Suddenly, even though I wasn't fast, wasn't remarkable in any way, I felt like I was on some common ground with other runners. Our distance, rather than our ability, seemed to define us. Longer distances seemed to provides stronger ties of community. I could be an athlete, just by making a choice to take on that identity. And the more I chose to mold my life around running, the more of a runner I became. It took a long time for that identity to hold. Even after my first marathon, I didn't quite feel comfortable with it. Finally, I stopped trying to be part of those groups where I still felt alone. Running gave me an excuse to turn down parties, clubs, bars, the typical social gatherings of college students, and instead interact and learn from people who inspired me, while experiencing amazing places. I am a runner because I constantly seek out inspiration from people around me to achieve new and exciting things.

So, now having earned and accepted this identity, here's my list of why I am a runner:

I constantly talk about it, to family, friends, acquaintances. I don't know you? I'll probably still talk your ear off about some trail or run I went on. Today one of my first graders saw that I had a water bottle and said, "I know why you have that. You're going for a run!"

It allows me infinite reasons to hold onto my optimistic mentality

Somehow I breathe better when I run. The deep breathes that I just can't seem to take in otherwise are suddenly readily available

it keeps me constant, sane, peaceful, and centered

I feel the most alive after a long trail run

It makes me feel strong [really, it simply makes me strong, which is something I'm not sure I knew I could be before]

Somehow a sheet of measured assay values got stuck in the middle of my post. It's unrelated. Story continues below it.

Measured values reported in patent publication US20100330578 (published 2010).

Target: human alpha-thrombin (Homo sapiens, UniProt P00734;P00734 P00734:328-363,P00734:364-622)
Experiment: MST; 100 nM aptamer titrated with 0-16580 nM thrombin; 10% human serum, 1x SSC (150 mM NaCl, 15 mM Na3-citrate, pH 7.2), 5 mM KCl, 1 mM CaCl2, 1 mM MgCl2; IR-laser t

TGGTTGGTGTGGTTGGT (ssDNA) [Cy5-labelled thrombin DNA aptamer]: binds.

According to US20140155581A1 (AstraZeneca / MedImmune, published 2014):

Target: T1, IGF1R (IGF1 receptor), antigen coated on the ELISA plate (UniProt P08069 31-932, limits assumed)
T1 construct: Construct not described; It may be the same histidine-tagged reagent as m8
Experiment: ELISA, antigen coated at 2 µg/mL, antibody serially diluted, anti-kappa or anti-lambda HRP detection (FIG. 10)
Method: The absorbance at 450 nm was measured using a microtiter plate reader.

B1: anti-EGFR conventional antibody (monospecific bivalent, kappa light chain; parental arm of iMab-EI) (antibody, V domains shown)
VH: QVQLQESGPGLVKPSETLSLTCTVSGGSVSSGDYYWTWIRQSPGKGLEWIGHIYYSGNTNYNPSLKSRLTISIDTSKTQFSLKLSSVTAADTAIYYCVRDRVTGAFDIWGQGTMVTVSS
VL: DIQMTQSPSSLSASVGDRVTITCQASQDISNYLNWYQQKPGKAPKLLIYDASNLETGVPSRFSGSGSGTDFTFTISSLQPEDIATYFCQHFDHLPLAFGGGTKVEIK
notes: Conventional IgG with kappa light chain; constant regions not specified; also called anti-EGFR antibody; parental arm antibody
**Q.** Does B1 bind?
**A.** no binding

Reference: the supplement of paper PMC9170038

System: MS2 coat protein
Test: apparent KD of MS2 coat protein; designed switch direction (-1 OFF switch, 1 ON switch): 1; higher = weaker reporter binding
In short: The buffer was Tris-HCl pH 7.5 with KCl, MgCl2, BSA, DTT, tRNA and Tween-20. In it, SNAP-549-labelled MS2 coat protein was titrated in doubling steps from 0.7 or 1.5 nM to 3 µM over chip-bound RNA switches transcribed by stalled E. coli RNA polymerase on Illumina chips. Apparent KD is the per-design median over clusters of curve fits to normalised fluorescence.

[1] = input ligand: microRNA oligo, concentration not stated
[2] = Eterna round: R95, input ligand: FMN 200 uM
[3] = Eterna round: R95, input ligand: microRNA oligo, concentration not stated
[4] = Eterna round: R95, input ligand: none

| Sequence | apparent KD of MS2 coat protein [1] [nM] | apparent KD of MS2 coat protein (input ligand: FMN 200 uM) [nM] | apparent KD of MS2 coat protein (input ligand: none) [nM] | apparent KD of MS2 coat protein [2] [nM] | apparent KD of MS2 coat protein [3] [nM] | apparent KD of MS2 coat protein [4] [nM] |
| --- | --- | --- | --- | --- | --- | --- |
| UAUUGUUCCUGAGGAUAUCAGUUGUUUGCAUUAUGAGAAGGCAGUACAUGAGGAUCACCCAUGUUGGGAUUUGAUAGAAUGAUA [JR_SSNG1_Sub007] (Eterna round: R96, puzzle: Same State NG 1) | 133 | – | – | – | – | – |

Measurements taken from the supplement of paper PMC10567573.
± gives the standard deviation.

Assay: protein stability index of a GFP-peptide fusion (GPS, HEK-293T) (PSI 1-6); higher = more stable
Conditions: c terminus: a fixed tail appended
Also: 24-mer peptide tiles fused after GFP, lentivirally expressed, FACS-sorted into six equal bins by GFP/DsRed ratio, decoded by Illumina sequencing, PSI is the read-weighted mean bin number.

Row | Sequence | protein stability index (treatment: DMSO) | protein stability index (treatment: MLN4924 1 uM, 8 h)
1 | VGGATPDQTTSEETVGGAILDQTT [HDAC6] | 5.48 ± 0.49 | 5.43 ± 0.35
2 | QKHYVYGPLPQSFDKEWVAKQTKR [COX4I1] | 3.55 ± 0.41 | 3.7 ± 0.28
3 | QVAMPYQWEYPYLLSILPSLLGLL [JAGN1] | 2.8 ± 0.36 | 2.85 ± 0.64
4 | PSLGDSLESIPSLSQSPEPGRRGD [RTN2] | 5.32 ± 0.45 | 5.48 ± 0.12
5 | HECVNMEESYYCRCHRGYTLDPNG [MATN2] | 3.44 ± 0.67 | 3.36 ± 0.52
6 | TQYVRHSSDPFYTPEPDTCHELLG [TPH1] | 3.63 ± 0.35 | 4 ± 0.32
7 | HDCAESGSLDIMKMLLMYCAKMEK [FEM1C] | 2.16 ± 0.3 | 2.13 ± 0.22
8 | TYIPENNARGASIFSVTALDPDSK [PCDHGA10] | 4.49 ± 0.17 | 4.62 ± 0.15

I hate, absolutely hate, waking up early, except if it's to go out on a trail. Then, I'm ridiculously happy at 4 in the morning, full of boundless energy

It gives me a confidence I never knew I had

To give it up would mean to give up what I know can make me truly and simply happy

I was tagged by Rick,
and I shall tag....
Jessica, Red, and Twig :)

Thursday, October 18, 2007

What's Next?

Looking at the DC countdown bar to the right perpetually suck on all zeros, I feel sort of out of sorts. I've always known what the 'next big thing' was, but now I'm without any big plans until AR50 in April. And that, really, is too long. I didn't plan anything purposefully because I wasn't sure if doing a 5o miler would destroy me or make me hate running or something, but it seems to have done neither. In fact, I seem to be recovering better than some of the short distanced races I've run (my first 'hard' marathon attempt comes to mind). I went on my first real post race run today, and did a very nice 6 miles around a 1/2 mile rubberized track with views of the bay. It was actually really nice to just run with music and sort of zone out. Things felt a little sore and stiff, but overall it was a really great run.

So, I've been looking at race calendars to pick out that next event, and I stumbled upon the Helen Klein 50 miler, the first 50 miler recommended to me as a good starting point. Now, this race is in only 3 weeks, but it has a net gain of, wait for it, 350 feet. That's right folks, a good 7,450 ft less elevation gain than Dick Collins. I was a road runner first and while I do love trails, the idea of having a relatively flat, easier, 50 miler sounds sort of appealing. It'd be a very different experience from DC to be sure, but I think could be really fun as well.